Former president Bill Clinton spoke out about the economy's role in the 2012 election — and told TODAY's Savannah Guthrie that questions of Mitt Romney's investment history are fair game.
“Our economy doesn’t exist in a vacuum,” said the former president, citing the economic slowdown in Europe, China, Russia and Brazil. “All that affects us,” he said, “And, you know, I’m not sure both sides want the economy to get better.” President Obama wants the economy to improve, he said, but pointed to Republican Senator Mitch McConnell who, according to Clinton, has prioritized winning the election.
Guthrie asked Clinton if he believed Republicans are rooting for the economy to fail.
“No, I didn't say that. Senator McConnell did. And Senator McConnell said his number one goal was not to get the economy going again. It was to defeat the president. So I hope they're not rooting for it to fail. I think, you know, they really may believe that austerity now is the right policy.”
Clinton said queries into Mitt Romney's foreign bank accounts in Switzerland and the Cayman Islands are relevant to evaluating his fitness for the presidency — "just as relevant as the going over my record as governor got when I ran for president." Though Romney’s Swiss account was closed by his lawyer in 2010, he still has money in the Caymans. “He's said, basically — ‘I'd be a better president 'cause I know how to create jobs 'cause that's what I did.’ And he's going to take credit for running a successful Olympics, for example. So all your work life before you run for president is relevant.”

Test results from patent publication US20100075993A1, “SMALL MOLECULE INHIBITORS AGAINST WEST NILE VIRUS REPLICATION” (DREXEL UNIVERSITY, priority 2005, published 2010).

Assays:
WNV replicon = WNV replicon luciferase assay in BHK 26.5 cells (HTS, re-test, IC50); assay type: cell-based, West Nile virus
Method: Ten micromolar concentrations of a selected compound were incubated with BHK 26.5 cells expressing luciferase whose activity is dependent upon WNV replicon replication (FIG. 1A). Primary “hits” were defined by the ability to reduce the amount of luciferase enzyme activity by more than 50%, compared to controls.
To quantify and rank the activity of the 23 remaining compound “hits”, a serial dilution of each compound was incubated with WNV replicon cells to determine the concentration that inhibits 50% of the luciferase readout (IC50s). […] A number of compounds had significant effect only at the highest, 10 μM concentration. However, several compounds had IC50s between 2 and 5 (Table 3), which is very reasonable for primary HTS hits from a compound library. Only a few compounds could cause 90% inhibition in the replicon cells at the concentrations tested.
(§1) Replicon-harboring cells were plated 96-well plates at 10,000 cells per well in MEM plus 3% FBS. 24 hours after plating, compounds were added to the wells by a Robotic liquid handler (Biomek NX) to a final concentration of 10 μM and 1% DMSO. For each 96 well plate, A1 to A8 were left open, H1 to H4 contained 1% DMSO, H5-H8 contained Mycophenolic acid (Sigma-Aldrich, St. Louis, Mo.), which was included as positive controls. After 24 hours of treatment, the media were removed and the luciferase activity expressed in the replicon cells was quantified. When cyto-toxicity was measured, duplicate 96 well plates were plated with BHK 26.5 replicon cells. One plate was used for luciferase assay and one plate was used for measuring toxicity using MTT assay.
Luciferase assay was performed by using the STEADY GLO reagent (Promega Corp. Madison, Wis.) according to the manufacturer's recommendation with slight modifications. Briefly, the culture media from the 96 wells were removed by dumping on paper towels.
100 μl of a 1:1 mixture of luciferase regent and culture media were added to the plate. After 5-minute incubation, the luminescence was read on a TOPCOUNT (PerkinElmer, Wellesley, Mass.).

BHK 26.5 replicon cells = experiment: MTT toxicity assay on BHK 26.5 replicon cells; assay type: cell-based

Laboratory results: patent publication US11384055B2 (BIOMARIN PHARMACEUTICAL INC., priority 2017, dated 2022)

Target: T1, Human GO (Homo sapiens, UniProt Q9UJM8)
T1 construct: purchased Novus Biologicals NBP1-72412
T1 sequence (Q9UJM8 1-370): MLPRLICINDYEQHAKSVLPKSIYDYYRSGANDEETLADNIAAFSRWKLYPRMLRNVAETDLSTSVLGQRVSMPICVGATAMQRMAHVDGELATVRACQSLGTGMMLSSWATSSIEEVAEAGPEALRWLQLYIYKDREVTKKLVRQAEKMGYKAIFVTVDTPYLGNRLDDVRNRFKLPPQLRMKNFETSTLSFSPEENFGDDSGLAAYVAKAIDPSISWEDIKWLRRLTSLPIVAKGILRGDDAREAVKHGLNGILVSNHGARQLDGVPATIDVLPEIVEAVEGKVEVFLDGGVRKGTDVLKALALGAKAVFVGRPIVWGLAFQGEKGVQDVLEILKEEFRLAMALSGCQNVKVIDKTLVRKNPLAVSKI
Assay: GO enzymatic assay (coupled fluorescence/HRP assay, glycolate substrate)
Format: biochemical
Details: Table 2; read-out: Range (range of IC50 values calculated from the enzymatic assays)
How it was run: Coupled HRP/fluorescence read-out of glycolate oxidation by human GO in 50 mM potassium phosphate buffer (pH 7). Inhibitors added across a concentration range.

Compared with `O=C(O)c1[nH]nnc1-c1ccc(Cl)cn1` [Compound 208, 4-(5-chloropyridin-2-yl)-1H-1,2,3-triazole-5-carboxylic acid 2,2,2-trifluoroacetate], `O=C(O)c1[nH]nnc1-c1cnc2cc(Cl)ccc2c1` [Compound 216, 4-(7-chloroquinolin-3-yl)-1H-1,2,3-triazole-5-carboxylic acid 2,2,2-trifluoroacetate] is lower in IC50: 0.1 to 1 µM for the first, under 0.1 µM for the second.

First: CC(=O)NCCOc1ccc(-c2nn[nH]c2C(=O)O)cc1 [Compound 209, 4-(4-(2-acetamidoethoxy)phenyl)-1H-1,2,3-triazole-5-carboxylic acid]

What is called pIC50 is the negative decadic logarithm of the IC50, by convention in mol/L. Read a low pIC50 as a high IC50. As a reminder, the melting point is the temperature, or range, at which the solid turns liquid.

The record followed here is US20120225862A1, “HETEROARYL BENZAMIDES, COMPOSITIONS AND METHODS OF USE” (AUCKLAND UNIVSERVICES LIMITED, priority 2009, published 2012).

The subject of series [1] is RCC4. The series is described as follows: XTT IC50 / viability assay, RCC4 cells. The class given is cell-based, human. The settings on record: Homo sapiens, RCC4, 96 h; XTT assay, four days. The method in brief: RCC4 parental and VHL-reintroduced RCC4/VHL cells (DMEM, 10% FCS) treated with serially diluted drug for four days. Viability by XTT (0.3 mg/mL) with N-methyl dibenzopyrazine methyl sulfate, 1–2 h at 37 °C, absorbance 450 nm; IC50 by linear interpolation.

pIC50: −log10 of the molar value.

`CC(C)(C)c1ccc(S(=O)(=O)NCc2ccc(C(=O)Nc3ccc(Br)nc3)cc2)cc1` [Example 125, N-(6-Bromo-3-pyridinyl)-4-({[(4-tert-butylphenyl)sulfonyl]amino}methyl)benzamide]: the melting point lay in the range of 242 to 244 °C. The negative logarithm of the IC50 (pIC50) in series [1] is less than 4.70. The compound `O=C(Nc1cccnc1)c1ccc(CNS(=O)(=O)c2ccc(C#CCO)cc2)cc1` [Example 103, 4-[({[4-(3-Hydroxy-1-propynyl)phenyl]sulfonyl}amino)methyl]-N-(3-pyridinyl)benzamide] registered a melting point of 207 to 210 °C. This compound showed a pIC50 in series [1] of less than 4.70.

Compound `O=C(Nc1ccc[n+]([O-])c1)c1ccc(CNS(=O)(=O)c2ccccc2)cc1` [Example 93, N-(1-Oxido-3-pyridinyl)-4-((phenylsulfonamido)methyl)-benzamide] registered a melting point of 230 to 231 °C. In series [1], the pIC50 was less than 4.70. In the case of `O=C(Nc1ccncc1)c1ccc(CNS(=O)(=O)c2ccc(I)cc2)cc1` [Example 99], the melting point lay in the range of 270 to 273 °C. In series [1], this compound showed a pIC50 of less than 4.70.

Romney’s decision to release only a year’s worth of tax returns "perplexed" Clinton, as candidates typically release “10, 11 years. And I think Senator McCain released over 20 years of tax returns” when he ran in 2008. George Romney, Mitt Romney’s father, released 12 years of returns in 1968 when he unsuccessfully sought the Republican nomination. Romney's choice "struck me as a little odd," Clinton said.
“The voters can make up their own minds about whether they think it's a good thing to — for a person who wants to be president to minimize his own tax liability by putting the money in overseas tax shelters,” Clinton said. "And they can decide whether they believe that or not."
As the race for the White House surges forward, the president has proposed a tax increase for wealthier Americans, and to extend the Bush tax cuts for the middle class. Some democrats disagree, and Mitt Romney has fired back at this proposal, saying that raising taxes in a fragile economy punishes “job creators.”
Clinton said he sees tax increases for the wealthiest Americans as “the fairest place to get” revenue. Obama, he said, “has said that he's open to tax reform. That he's open to corporate tax reform. That he'd like a comprehensive 10-year settlement. But if they're not going to negotiate with him, which they seem disinclined to do, then he has to stand his ground on this...They're trying to force him to give away the store before they have any discussions with him.”
The interview came as Clinton gets set to head to Africa on a week-long trip through the Clinton Foundation. He hopes to remind the American people that Africa has had “about 15 good years. Six of the 10 fastest growing countries in the world in the last 10 years were in Africa. It's projected that in the next 10 years seven of the 10 fastest growing countries will be in Africa.”
While there, he'll celebrate the successes of the Africa Growth and Opportunity Act from 2000, to highlight “the positive things that are happening in Africa and the progress that is being made.”
Viewers can follow President Clinton’s trip through Africa at the ClintonFoundation.org blog.
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